A few years ago, Ruth fled to San Diego County to get away from her abuser. “Finding shelter was really difficult,” said Ruth, a domestic violence survivor. I had to call every day for 10 days at a certain time to check for space availability until I was finally able to get into a safe shelter. That entire time, I was feeling lost and alone, couch surfing, not knowing if my abuser would come find me. Each time I would call, I had to retell my story. I wish I had someone to assist me through that experience. Leaving was traumatic enough. It’s so hard to think in the midst of a storm.”
A collaborative planning team of criminal justice and social service providers have been working to launch the SoCal Safe Shelter Collaborative in San Diego County. The collaborative brings together staff from human trafficking, domestic violence, and sexual assault organizations. They have also included new educational opportunities for the service organizations joining the SoCal Safer Shelter Collaborative to ensure everyone is trained to effectively serve survivors.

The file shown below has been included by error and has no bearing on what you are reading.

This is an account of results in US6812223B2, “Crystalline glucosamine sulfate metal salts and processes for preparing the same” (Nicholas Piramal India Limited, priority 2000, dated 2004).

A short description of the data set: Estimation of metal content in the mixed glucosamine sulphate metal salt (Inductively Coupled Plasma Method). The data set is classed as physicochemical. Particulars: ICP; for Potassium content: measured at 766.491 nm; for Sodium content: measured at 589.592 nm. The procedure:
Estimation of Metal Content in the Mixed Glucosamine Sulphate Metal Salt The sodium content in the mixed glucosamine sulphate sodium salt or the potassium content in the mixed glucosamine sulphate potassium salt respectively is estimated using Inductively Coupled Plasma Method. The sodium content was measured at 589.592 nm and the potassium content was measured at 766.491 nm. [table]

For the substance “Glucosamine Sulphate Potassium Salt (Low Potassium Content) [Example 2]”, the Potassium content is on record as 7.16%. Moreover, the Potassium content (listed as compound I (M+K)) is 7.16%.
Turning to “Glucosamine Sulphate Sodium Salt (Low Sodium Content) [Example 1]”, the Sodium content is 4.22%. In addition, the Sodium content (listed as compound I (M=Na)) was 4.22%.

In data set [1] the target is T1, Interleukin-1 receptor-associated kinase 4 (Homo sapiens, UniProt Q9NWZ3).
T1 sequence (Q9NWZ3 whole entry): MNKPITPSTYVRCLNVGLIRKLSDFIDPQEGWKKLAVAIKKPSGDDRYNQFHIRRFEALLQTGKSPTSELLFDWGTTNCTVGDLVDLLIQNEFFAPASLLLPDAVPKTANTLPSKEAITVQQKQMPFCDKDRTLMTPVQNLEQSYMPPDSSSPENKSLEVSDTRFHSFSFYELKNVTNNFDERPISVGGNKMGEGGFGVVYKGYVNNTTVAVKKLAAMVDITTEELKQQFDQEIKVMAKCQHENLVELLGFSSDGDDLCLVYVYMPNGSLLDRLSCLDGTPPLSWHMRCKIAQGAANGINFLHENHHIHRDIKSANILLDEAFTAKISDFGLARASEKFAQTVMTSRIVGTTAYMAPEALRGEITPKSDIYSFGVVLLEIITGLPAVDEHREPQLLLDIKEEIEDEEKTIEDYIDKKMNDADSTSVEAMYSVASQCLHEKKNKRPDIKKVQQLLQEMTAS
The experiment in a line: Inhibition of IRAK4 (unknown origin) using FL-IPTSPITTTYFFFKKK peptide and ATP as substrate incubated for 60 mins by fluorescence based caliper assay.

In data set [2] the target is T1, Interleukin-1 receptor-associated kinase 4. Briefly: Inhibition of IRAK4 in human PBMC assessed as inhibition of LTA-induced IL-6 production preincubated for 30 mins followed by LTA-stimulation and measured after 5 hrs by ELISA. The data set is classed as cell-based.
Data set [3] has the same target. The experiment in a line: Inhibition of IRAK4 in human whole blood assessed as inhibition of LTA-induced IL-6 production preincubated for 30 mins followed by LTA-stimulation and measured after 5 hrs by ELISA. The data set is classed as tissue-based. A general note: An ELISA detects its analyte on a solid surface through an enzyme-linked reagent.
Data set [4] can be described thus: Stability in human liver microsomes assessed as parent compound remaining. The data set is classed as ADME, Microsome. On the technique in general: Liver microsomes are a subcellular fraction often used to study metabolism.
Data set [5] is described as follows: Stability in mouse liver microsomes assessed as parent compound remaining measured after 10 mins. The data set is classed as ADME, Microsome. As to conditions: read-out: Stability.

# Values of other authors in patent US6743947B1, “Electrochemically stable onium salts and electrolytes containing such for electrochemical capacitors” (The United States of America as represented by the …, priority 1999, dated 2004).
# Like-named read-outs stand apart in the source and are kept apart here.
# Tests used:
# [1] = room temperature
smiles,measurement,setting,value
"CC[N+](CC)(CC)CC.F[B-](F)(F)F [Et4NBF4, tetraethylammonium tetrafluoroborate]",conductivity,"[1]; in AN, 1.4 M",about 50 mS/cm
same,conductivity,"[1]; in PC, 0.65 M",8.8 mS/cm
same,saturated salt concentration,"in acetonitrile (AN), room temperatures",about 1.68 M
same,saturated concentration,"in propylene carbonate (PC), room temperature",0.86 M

“It’s so exciting to see domestic violence, human trafficking and sexual assault organizations all working together to improve service coordination for these survivors,” said Susan Munsey of GenerateHope. “As a collective, we have used this as an important opportunity to engage our local service providers in cross training and to improve referral practices across the board.”